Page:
Sorry, That Cute Robot From the Star Wars Movies Is Totally Impractical

Rolling isn’t the best way to move around a sandy planet. Flying is okay, though.

BB-8 in (unrealistic) action. (Courtesy NMUSAF)
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In today’s issue of the journal Science Robotics, Robin Murphy of Texas A&M University takes a cold look at some of the technology featured in recent Star Wars films—specifically, the BB-8 astromech droid—and, well, not to spoil everyone’s fun, but the ball-shaped bot turns out to be not very realistic. In fact, writes Murphy, when biomechanics expert Dan Goldman of Georgia Tech tried rolling a toy version of BB-8 through sand-like material, it couldn’t move at all. The feasibility of this particular droid, and even old-school R2D2, is “questionable,” concludes Wright.

Ah well. Actually, NASA already knew that sandy terrain is hazardous for rolling robots, even ones with expensive, custom-built wheels. The Spirit rover eventually died on Mars after getting stuck in a sand pit in 2009, and drivers of Curiosity have to be careful to avoid terrain with slippery sand.

Apart from solving these mobility problems for planetary rovers, space engineers are still trying to figure out what are the best kinds of robot sidekicks to use alongside astronauts in space. Robonaut, the humanoid helper that looks a little like Star Wars’ C3PO and has been up on the station since 2011, is coming home soon, having never quite fulfilled its potential to become a working member of the crew.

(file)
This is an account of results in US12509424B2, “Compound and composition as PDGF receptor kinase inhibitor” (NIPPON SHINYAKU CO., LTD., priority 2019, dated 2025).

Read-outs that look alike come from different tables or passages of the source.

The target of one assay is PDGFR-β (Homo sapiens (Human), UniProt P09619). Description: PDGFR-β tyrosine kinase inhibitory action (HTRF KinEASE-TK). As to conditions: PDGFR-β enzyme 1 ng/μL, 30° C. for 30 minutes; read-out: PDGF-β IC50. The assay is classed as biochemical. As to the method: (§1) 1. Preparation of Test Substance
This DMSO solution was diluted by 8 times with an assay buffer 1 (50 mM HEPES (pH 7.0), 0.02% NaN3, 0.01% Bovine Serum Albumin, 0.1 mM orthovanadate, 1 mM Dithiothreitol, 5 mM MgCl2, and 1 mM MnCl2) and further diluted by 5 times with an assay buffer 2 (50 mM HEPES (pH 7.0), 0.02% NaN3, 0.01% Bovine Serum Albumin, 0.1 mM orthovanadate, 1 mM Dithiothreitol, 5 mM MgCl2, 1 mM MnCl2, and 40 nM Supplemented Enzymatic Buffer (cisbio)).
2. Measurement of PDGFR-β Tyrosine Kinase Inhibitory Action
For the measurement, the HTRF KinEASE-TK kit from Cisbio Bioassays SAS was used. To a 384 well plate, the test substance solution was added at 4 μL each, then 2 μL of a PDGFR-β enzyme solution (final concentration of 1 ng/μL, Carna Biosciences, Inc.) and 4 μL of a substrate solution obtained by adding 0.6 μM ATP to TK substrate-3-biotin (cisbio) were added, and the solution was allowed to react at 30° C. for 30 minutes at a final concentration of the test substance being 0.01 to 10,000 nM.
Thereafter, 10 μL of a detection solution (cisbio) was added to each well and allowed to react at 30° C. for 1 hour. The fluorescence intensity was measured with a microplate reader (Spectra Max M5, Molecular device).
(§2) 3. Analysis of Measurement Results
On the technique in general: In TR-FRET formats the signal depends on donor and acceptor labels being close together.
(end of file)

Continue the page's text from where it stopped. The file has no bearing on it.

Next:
This May, another, smaller robot helper—looking like a flying version of BB-8—will be sent up to the station for testing. Called Astrobee, its designers hope roboticists will use it to create tools for astronauts to use in their everyday work. Already, engineers are thinking of different ways the cube-shaped Astrobee could be equipped to grip objects, as these videos show:

One job often considered for turning over to robot helpers is photography onboard the station. Japan’s space agency JAXA recently experimented with another flying space-bot, called Int-Ball, which most of the time stayed velcroed to the wall of the Japanese Kibo lab module. Every once in a while, the astronauts brought it out to test its mobility, rotation and other basic functions.

These tests showed that Int-Ball worked generally as advertised, according to Yuusuke Arai, principal investigator for the project at JAXA, although “we had some challenges to cope with external disturbances such as Kibo internal airflow, [space station] attitude control, and lighting conditions.”

JAXA is making improvements for a future version, with a launch date to be determined. “Our final target is to accomplish zero crew time on the photography task,” says Arai.

It’s not exactly charging into battle like the Star Wars robots, but it’s a start.

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